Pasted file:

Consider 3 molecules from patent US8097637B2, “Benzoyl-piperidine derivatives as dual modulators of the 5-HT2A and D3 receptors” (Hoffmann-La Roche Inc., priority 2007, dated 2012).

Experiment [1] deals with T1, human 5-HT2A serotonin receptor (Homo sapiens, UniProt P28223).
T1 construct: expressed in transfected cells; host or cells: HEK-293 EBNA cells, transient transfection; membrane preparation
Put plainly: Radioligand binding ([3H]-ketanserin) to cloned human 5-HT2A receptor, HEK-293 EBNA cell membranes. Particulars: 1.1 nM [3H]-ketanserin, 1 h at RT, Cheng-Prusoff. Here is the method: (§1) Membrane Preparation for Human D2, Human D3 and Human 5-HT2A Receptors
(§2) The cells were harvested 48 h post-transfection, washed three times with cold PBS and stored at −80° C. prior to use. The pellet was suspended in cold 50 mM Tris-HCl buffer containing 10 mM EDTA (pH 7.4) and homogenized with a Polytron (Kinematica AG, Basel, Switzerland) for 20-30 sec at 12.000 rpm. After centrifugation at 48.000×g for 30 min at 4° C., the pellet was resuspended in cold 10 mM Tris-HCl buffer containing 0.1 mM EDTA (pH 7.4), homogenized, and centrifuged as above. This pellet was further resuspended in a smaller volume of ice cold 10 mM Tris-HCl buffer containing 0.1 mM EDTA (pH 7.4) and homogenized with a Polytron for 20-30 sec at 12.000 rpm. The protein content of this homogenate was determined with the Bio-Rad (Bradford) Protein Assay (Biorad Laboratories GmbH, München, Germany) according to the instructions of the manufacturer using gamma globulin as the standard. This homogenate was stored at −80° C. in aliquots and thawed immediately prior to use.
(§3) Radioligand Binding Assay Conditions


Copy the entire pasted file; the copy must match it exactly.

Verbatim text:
Consider 3 molecules from patent US8097637B2, “Benzoyl-piperidine derivatives as dual modulators of the 5-HT2A and D3 receptors” (Hoffmann-La Roche Inc., priority 2007, dated 2012).

Experiment [1] deals with T1, human 5-HT2A serotonin receptor (Homo sapiens, UniProt P28223).
T1 construct: expressed in transfected cells; host or cells: HEK-293 EBNA cells, transient transfection; membrane preparation
Put plainly: Radioligand binding ([3H]-ketanserin) to cloned human 5-HT2A receptor, HEK-293 EBNA cell membranes. Particulars: 1.1 nM [3H]-ketanserin, 1 h at RT, Cheng-Prusoff. Here is the method: (§1) Membrane Preparation for Human D2, Human D3 and Human 5-HT2A Receptors
(§2) The cells were harvested 48 h post-transfection, washed three times with cold PBS and stored at −80° C. prior to use. The pellet was suspended in cold 50 mM Tris-HCl buffer containing 10 mM EDTA (pH 7.4) and homogenized with a Polytron (Kinematica AG, Basel, Switzerland) for 20-30 sec at 12.000 rpm. After centrifugation at 48.000×g for 30 min at 4° C., the pellet was resuspended in cold 10 mM Tris-HCl buffer containing 0.1 mM EDTA (pH 7.4), homogenized, and centrifuged as above. This pellet was further resuspended in a smaller volume of ice cold 10 mM Tris-HCl buffer containing 0.1 mM EDTA (pH 7.4) and homogenized with a Polytron for 20-30 sec at 12.000 rpm. The protein content of this homogenate was determined with the Bio-Rad (Bradford) Protein Assay (Biorad Laboratories GmbH, München, Germany) according to the instructions of the manufacturer using gamma globulin as the standard. This homogenate was stored at −80° C. in aliquots and thawed immediately prior to use.
(§3) Radioligand Binding Assay Conditions